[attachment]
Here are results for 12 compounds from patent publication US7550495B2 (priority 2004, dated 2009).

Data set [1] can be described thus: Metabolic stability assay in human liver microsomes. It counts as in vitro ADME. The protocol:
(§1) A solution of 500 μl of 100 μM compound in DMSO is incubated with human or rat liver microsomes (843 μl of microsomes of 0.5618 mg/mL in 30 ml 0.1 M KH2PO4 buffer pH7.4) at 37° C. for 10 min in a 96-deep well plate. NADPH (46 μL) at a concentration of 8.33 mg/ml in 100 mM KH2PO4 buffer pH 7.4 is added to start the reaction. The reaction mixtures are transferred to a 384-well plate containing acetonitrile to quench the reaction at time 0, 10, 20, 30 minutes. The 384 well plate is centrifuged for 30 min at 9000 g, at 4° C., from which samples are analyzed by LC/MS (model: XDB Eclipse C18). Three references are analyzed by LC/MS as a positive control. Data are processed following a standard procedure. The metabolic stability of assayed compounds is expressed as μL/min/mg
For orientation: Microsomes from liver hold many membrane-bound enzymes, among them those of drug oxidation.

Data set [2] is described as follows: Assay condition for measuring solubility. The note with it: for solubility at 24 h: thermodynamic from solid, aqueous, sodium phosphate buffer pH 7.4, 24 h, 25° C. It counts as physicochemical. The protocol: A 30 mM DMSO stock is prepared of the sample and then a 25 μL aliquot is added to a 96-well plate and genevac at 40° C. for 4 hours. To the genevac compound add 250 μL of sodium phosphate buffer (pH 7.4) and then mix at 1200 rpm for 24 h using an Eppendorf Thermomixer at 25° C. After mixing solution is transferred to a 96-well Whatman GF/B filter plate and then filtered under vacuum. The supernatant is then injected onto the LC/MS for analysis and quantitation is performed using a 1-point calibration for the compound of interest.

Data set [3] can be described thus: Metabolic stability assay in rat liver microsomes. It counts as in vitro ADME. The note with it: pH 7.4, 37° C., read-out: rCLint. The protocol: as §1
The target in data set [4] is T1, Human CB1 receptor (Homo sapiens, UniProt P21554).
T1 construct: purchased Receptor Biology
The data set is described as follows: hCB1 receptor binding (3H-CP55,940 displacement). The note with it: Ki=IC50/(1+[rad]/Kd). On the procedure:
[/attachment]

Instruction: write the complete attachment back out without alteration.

Here are results for 12 compounds from patent publication US7550495B2 (priority 2004, dated 2009).

Data set [1] can be described thus: Metabolic stability assay in human liver microsomes. It counts as in vitro ADME. The protocol:
(§1) A solution of 500 μl of 100 μM compound in DMSO is incubated with human or rat liver microsomes (843 μl of microsomes of 0.5618 mg/mL in 30 ml 0.1 M KH2PO4 buffer pH7.4) at 37° C. for 10 min in a 96-deep well plate. NADPH (46 μL) at a concentration of 8.33 mg/ml in 100 mM KH2PO4 buffer pH 7.4 is added to start the reaction. The reaction mixtures are transferred to a 384-well plate containing acetonitrile to quench the reaction at time 0, 10, 20, 30 minutes. The 384 well plate is centrifuged for 30 min at 9000 g, at 4° C., from which samples are analyzed by LC/MS (model: XDB Eclipse C18). Three references are analyzed by LC/MS as a positive control. Data are processed following a standard procedure. The metabolic stability of assayed compounds is expressed as μL/min/mg
For orientation: Microsomes from liver hold many membrane-bound enzymes, among them those of drug oxidation.

Data set [2] is described as follows: Assay condition for measuring solubility. The note with it: for solubility at 24 h: thermodynamic from solid, aqueous, sodium phosphate buffer pH 7.4, 24 h, 25° C. It counts as physicochemical. The protocol: A 30 mM DMSO stock is prepared of the sample and then a 25 μL aliquot is added to a 96-well plate and genevac at 40° C. for 4 hours. To the genevac compound add 250 μL of sodium phosphate buffer (pH 7.4) and then mix at 1200 rpm for 24 h using an Eppendorf Thermomixer at 25° C. After mixing solution is transferred to a 96-well Whatman GF/B filter plate and then filtered under vacuum. The supernatant is then injected onto the LC/MS for analysis and quantitation is performed using a 1-point calibration for the compound of interest.

Data set [3] can be described thus: Metabolic stability assay in rat liver microsomes. It counts as in vitro ADME. The note with it: pH 7.4, 37° C., read-out: rCLint. The protocol: as §1
The target in data set [4] is T1, Human CB1 receptor (Homo sapiens, UniProt P21554).
T1 construct: purchased Receptor Biology
The data set is described as follows: hCB1 receptor binding (3H-CP55,940 displacement). The note with it: Ki=IC50/(1+[rad]/Kd). On the procedure: